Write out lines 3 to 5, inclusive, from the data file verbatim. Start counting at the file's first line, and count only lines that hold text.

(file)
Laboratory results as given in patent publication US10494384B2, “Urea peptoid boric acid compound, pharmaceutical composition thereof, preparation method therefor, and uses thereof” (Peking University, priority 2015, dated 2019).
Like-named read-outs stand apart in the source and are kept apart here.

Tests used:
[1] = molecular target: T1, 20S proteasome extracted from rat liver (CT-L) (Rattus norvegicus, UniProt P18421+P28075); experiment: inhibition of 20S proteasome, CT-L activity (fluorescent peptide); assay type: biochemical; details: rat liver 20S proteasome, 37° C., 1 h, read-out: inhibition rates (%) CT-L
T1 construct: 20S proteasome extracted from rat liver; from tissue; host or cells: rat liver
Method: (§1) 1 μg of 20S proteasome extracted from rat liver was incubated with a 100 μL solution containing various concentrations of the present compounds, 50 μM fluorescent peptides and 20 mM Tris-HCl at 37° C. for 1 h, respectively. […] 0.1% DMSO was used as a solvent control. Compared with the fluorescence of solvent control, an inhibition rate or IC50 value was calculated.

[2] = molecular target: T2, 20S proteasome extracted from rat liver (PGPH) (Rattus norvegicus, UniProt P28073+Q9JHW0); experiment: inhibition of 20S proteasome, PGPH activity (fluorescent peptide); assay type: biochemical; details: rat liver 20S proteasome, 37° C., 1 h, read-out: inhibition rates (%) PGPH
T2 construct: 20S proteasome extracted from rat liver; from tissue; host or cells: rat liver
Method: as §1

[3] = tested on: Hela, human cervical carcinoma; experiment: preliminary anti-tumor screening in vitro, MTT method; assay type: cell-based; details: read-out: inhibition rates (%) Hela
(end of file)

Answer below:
Tests used:
[1] = molecular target: T1, 20S proteasome extracted from rat liver (CT-L) (Rattus norvegicus, UniProt P18421+P28075); experiment: inhibition of 20S proteasome, CT-L activity (fluorescent peptide); assay type: biochemical; details: rat liver 20S proteasome, 37° C., 1 h, read-out: inhibition rates (%) CT-L
T1 construct: 20S proteasome extracted from rat liver; from tissue; host or cells: rat liver